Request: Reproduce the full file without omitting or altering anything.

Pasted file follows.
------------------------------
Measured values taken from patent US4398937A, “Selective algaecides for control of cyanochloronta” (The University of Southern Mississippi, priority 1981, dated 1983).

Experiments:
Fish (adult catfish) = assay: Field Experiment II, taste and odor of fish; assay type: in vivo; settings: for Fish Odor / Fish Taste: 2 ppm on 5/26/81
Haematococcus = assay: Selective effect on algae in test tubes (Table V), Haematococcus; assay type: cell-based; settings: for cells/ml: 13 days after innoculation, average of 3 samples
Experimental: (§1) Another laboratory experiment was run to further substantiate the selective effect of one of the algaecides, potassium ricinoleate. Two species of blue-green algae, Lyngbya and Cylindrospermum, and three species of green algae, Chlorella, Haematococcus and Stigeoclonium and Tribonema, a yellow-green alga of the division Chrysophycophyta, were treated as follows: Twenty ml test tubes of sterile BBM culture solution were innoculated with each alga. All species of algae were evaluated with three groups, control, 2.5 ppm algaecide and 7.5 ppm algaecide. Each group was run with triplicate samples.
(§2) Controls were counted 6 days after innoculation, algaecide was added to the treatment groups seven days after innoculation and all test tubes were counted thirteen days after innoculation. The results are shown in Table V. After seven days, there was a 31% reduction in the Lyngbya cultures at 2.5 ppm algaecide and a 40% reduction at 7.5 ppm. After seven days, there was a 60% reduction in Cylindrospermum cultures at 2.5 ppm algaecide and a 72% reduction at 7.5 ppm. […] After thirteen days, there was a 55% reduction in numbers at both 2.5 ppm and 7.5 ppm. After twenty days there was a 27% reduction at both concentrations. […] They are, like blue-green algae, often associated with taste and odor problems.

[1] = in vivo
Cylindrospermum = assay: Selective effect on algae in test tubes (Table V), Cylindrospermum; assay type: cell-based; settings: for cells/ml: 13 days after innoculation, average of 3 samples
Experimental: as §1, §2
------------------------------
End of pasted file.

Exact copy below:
Measured values taken from patent US4398937A, “Selective algaecides for control of cyanochloronta” (The University of Southern Mississippi, priority 1981, dated 1983).

Experiments:
Fish (adult catfish) = assay: Field Experiment II, taste and odor of fish; assay type: in vivo; settings: for Fish Odor / Fish Taste: 2 ppm on 5/26/81
Haematococcus = assay: Selective effect on algae in test tubes (Table V), Haematococcus; assay type: cell-based; settings: for cells/ml: 13 days after innoculation, average of 3 samples
Experimental: (§1) Another laboratory experiment was run to further substantiate the selective effect of one of the algaecides, potassium ricinoleate. Two species of blue-green algae, Lyngbya and Cylindrospermum, and three species of green algae, Chlorella, Haematococcus and Stigeoclonium and Tribonema, a yellow-green alga of the division Chrysophycophyta, were treated as follows: Twenty ml test tubes of sterile BBM culture solution were innoculated with each alga. All species of algae were evaluated with three groups, control, 2.5 ppm algaecide and 7.5 ppm algaecide. Each group was run with triplicate samples.
(§2) Controls were counted 6 days after innoculation, algaecide was added to the treatment groups seven days after innoculation and all test tubes were counted thirteen days after innoculation. The results are shown in Table V. After seven days, there was a 31% reduction in the Lyngbya cultures at 2.5 ppm algaecide and a 40% reduction at 7.5 ppm. After seven days, there was a 60% reduction in Cylindrospermum cultures at 2.5 ppm algaecide and a 72% reduction at 7.5 ppm. […] After thirteen days, there was a 55% reduction in numbers at both 2.5 ppm and 7.5 ppm. After twenty days there was a 27% reduction at both concentrations. […] They are, like blue-green algae, often associated with taste and odor problems.

[1] = in vivo
Cylindrospermum = assay: Selective effect on algae in test tubes (Table V), Cylindrospermum; assay type: cell-based; settings: for cells/ml: 13 days after innoculation, average of 3 samples
Experimental: as §1, §2